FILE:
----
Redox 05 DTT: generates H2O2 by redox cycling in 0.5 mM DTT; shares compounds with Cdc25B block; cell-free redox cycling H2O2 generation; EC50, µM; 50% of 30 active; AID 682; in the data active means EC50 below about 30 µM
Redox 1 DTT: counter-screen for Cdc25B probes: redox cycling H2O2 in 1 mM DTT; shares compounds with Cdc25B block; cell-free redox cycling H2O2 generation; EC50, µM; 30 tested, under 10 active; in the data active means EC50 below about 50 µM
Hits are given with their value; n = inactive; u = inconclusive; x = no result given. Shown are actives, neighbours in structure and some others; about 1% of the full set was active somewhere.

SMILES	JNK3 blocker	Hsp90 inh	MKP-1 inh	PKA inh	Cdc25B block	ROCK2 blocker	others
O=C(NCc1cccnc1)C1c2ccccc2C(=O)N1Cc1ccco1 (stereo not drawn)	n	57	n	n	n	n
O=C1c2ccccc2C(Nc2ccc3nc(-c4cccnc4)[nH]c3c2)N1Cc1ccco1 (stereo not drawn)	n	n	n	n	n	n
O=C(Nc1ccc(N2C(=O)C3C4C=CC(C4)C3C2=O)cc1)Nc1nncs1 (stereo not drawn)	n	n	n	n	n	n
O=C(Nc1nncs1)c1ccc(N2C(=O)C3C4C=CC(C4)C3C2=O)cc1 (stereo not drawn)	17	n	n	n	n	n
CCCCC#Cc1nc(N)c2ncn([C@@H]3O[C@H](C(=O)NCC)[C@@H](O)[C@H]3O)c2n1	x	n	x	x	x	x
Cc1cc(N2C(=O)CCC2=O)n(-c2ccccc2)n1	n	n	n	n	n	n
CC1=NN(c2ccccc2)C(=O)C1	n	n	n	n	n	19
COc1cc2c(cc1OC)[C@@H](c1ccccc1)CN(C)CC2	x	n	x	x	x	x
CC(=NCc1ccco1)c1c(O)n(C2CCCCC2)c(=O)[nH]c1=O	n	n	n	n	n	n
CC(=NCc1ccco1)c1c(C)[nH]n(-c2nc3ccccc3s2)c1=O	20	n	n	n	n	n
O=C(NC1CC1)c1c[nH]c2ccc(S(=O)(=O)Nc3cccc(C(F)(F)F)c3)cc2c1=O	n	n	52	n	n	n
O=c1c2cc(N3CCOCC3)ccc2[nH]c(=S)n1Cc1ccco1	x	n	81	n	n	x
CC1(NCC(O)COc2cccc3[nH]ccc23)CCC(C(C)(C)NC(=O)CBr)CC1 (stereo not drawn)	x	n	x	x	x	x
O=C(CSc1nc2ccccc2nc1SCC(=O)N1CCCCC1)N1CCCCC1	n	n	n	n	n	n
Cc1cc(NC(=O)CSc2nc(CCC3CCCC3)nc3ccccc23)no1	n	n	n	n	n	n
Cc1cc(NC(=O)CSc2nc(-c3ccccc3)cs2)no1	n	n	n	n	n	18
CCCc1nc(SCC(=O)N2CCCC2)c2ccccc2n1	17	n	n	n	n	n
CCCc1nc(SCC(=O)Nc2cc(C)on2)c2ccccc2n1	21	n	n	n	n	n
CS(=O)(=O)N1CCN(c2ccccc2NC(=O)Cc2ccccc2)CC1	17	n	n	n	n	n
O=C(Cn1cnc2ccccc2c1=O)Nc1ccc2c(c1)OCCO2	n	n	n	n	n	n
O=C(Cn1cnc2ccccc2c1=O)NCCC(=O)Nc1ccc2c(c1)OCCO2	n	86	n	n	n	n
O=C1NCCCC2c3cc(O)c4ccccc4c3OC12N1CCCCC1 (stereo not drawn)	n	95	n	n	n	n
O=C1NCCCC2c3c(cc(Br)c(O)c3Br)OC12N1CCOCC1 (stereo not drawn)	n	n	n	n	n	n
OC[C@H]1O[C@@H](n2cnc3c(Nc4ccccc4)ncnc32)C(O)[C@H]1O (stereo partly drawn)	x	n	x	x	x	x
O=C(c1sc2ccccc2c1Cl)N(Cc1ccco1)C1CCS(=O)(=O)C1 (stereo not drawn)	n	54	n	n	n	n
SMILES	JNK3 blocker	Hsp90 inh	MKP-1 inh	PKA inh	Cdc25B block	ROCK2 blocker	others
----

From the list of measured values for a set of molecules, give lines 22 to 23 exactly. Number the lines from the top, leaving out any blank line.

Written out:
CCCc1nc(SCC(=O)Nc2cc(C)on2)c2ccccc2n1	21	n	n	n	n	n
CS(=O)(=O)N1CCN(c2ccccc2NC(=O)Cc2ccccc2)CC1	17	n	n	n	n	n